Regrettably, efforts have failed to identify estradiol levels and the specific size and number of follicles that prevent multiple gestation. The most likely reason is that follicular size cannot accurately predict the maturity of the oocyte within--follicles as small as 10 mm sometimes yield mature and fertilizable oocytes. Moreover, the population that undergoes ovulation induction or controlled ovarian stimulation is very heterogenous. Therefore, it is not possible to propose valid guidelines to reduce the rate of multiple gestation.
Nevertheless, multiple gestation is sufficiently problematic that we recommend some strategies to reduce its incidence:
* Use low-dosage gonadotropin stimulation with careful monitoring, and limit the number of follicles that are roughly 15 mm or larger to two in patients 37 years of age or younger; three in patient 38 to 40 years old; and more in patients older than 40
* Develop specific cancellation criteria, which should be explained to and accepted by patients undergoing controlled ovarian stimulation. Gonadotropin-releasing hormone (GnRH) antagonists may be of benefit. (1)
* When clomiphene citrate stimulates the development of two or more mature follicles, outcomes do not differ from those obtained with controlled ovarian stimulation using gonadotropins and intrauterine insemination (IUI). (2) Therefore, a reasonable strategy in many patients is to consider initiating treatment with clomiphene citrate and IUI and to proceed directly to in vitro fertilization (IVF) when treatment fails, thereby avoiding controlled ovarian stimulation altogether. (3)
* Pre-ovulatory ultrasonography-guided aspiration of excess follicles to reduce the risk of multiple gestation has potential benefit but needs further study.
Overall, regardless of the medication or regimen employed, it may not be possible to entirely eliminate the risk of multiple gestation associated with ovulation induction or controlled ovarian stimulation.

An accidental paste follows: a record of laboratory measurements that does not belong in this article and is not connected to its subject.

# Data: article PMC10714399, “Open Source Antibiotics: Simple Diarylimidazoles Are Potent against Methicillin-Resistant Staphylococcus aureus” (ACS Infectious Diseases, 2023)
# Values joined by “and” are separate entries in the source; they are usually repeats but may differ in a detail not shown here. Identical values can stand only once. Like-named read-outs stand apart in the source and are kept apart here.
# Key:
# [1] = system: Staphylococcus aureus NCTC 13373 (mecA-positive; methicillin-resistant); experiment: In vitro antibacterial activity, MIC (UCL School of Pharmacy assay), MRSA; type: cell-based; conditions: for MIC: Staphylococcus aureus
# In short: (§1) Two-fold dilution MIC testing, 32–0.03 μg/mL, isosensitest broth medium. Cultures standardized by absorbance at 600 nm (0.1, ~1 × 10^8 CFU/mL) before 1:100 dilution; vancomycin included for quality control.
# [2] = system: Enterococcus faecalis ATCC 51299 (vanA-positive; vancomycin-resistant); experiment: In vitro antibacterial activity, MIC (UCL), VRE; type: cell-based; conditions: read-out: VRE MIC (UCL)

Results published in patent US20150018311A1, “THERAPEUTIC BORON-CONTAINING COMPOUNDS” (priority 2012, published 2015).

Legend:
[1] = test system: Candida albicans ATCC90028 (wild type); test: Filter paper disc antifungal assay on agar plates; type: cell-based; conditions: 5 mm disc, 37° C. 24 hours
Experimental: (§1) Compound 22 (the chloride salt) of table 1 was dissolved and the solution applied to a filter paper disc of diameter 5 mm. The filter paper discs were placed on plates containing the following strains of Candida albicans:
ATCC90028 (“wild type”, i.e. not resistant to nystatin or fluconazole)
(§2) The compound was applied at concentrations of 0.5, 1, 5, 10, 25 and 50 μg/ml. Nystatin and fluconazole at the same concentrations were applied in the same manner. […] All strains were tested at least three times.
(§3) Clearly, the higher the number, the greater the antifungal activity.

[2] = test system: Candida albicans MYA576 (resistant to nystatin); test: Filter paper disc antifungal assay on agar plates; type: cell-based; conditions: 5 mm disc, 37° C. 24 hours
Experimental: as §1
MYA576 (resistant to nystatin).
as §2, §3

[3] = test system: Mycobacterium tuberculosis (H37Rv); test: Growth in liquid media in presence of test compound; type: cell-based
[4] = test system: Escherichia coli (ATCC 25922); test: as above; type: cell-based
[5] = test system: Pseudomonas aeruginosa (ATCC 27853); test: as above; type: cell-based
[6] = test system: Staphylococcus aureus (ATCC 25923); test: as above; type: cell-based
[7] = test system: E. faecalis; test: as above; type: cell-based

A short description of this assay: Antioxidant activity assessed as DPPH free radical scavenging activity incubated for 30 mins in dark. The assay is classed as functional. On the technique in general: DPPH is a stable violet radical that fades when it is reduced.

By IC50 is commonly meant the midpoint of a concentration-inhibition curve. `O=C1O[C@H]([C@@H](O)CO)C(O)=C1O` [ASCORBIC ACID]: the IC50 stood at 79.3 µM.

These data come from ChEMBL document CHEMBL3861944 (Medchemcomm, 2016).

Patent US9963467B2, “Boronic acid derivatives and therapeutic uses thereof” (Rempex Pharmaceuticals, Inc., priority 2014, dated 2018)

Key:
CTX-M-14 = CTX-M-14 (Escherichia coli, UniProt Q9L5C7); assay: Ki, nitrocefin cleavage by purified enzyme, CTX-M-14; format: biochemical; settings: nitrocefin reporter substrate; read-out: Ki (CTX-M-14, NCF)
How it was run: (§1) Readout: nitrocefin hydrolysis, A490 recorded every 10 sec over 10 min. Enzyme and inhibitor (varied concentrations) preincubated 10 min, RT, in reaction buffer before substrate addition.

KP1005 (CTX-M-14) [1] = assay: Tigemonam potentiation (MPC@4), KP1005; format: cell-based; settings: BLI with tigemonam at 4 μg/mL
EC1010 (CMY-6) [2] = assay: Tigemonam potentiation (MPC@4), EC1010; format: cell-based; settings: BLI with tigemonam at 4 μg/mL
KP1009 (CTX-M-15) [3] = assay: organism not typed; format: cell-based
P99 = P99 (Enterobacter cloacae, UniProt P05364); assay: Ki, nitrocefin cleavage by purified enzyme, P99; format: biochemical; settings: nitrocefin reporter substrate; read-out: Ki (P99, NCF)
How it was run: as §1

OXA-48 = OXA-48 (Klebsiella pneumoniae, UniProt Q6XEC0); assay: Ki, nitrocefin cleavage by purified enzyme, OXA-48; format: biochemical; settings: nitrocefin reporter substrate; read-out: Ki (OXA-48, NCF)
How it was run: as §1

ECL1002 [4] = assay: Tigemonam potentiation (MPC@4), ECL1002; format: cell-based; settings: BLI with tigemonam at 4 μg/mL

When to consider gestation reduction
High-order multifetal gestation reduction has been utilized as a strategy to reduce complications associated with ovulation induction and controlled ovarian stimulation, but use of this technology must be regarded as an adverse outcome of infertility treatment. Overall, data suggest that multifetal gestation reduction is associated with a reduced risk of prematurity, although its true benefit is difficult to elucidate due to potential bias in the interpretation of data. A small percentage of patients lose the entire pregnancy, and the procedure can present patients with a profound ethical dilemma and psychological trauma. Thorough counseling is imperative.
Despite feelings of loss and guilt that persist for a year or longer, most patients report that they would make the decision to undergo gestation reduction again if a similar situation arose in the future. (4)
The procedure should be performed only in a specialized center by an experienced practitioner.
WHAT THIS EVIDENCE MEANS FOR PRACTICE
When performing ovulation induction and controlled ovarian stimulation, use the lowest dose of drug necessary to obtain a single mature follicle in anovulatory women, two follicles in young ovulatory women, and three follicles in women 38 to 40 years old. Because of the high risk of multiple gestation associated with controlled ovarian stimulation followed by IUI, consider moving directly to IVF after use of clomiphene citrate and IUI.
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|Title Annotation:||assisted reproductive technologies; UPDATE|
|Date:||Feb 1, 2012|